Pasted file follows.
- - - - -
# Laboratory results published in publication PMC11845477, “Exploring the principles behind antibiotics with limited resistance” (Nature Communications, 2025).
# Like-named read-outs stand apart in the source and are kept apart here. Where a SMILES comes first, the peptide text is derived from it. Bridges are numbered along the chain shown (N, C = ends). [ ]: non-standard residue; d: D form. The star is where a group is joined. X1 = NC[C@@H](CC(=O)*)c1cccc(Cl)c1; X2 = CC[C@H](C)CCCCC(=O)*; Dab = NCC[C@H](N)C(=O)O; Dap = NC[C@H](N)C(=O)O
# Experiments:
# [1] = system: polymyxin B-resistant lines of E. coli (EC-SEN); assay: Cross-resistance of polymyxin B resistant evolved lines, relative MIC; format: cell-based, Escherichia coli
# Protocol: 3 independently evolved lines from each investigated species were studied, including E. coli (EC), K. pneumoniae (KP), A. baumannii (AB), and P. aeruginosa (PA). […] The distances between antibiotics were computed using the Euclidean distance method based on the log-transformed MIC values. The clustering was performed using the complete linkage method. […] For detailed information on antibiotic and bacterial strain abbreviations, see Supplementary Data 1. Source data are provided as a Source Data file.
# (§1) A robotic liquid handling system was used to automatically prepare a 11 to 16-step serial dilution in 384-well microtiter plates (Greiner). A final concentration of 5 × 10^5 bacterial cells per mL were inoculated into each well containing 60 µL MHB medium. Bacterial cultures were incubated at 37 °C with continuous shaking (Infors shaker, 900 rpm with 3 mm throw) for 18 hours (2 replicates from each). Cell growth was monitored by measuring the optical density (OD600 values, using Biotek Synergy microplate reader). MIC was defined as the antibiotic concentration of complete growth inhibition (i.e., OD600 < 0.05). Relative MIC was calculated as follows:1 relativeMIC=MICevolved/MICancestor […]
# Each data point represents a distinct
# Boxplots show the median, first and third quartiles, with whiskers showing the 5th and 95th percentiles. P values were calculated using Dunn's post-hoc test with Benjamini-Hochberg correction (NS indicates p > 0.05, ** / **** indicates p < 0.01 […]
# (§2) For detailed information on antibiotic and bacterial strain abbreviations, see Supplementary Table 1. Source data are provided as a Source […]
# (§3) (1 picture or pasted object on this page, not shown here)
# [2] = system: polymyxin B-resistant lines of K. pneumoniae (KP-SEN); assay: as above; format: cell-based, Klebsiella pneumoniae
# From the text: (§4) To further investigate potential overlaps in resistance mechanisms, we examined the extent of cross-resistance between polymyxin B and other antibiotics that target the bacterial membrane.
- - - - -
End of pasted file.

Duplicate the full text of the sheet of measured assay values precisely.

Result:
# Laboratory results published in publication PMC11845477, “Exploring the principles behind antibiotics with limited resistance” (Nature Communications, 2025).
# Like-named read-outs stand apart in the source and are kept apart here. Where a SMILES comes first, the peptide text is derived from it. Bridges are numbered along the chain shown (N, C = ends). [ ]: non-standard residue; d: D form. The star is where a group is joined. X1 = NC[C@@H](CC(=O)*)c1cccc(Cl)c1; X2 = CC[C@H](C)CCCCC(=O)*; Dab = NCC[C@H](N)C(=O)O; Dap = NC[C@H](N)C(=O)O
# Experiments:
# [1] = system: polymyxin B-resistant lines of E. coli (EC-SEN); assay: Cross-resistance of polymyxin B resistant evolved lines, relative MIC; format: cell-based, Escherichia coli
# Protocol: 3 independently evolved lines from each investigated species were studied, including E. coli (EC), K. pneumoniae (KP), A. baumannii (AB), and P. aeruginosa (PA). […] The distances between antibiotics were computed using the Euclidean distance method based on the log-transformed MIC values. The clustering was performed using the complete linkage method. […] For detailed information on antibiotic and bacterial strain abbreviations, see Supplementary Data 1. Source data are provided as a Source Data file.
# (§1) A robotic liquid handling system was used to automatically prepare a 11 to 16-step serial dilution in 384-well microtiter plates (Greiner). A final concentration of 5 × 10^5 bacterial cells per mL were inoculated into each well containing 60 µL MHB medium. Bacterial cultures were incubated at 37 °C with continuous shaking (Infors shaker, 900 rpm with 3 mm throw) for 18 hours (2 replicates from each). Cell growth was monitored by measuring the optical density (OD600 values, using Biotek Synergy microplate reader). MIC was defined as the antibiotic concentration of complete growth inhibition (i.e., OD600 < 0.05). Relative MIC was calculated as follows:1 relativeMIC=MICevolved/MICancestor […]
# Each data point represents a distinct
# Boxplots show the median, first and third quartiles, with whiskers showing the 5th and 95th percentiles. P values were calculated using Dunn's post-hoc test with Benjamini-Hochberg correction (NS indicates p > 0.05, ** / **** indicates p < 0.01 […]
# (§2) For detailed information on antibiotic and bacterial strain abbreviations, see Supplementary Table 1. Source data are provided as a Source […]
# (§3) (1 picture or pasted object on this page, not shown here)
# [2] = system: polymyxin B-resistant lines of K. pneumoniae (KP-SEN); assay: as above; format: cell-based, Klebsiella pneumoniae
# From the text: (§4) To further investigate potential overlaps in resistance mechanisms, we examined the extent of cross-resistance between polymyxin B and other antibiotics that target the bacterial membrane.